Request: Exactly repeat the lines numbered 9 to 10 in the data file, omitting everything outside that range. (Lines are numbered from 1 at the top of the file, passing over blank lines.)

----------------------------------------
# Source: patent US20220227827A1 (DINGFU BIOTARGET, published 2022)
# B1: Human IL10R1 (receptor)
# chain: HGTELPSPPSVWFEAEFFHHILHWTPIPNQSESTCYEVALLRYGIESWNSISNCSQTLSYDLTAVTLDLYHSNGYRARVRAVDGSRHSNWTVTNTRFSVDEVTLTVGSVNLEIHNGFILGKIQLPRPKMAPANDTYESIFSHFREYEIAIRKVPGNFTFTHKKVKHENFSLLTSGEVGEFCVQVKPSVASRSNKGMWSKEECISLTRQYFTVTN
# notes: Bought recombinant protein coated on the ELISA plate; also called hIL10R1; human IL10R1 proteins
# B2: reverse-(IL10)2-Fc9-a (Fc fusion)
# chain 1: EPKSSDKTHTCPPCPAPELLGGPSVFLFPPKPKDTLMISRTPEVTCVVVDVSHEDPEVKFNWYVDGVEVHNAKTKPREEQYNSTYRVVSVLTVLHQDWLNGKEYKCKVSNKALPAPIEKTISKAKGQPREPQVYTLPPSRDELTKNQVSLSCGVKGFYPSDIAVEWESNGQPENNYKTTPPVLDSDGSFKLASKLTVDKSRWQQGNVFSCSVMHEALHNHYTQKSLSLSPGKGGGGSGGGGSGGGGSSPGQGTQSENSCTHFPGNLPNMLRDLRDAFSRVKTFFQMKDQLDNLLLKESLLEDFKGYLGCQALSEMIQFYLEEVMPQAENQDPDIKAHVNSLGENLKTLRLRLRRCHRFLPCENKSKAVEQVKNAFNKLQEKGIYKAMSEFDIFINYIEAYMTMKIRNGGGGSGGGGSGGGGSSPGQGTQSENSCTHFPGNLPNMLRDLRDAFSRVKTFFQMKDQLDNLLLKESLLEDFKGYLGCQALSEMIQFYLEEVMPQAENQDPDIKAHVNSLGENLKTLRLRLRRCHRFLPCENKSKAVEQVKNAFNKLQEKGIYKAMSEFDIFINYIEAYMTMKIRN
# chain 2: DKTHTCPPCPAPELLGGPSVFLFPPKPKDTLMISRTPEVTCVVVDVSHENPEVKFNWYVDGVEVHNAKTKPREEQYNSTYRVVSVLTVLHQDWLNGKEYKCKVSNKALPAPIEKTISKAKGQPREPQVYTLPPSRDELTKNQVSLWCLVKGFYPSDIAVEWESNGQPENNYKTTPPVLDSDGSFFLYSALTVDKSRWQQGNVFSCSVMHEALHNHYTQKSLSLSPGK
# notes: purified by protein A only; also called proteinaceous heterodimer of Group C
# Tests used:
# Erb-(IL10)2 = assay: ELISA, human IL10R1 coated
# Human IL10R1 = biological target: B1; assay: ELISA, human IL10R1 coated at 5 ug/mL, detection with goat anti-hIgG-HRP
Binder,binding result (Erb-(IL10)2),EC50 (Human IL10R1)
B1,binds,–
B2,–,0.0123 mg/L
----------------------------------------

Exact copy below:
# Tests used:
# Erb-(IL10)2 = assay: ELISA, human IL10R1 coated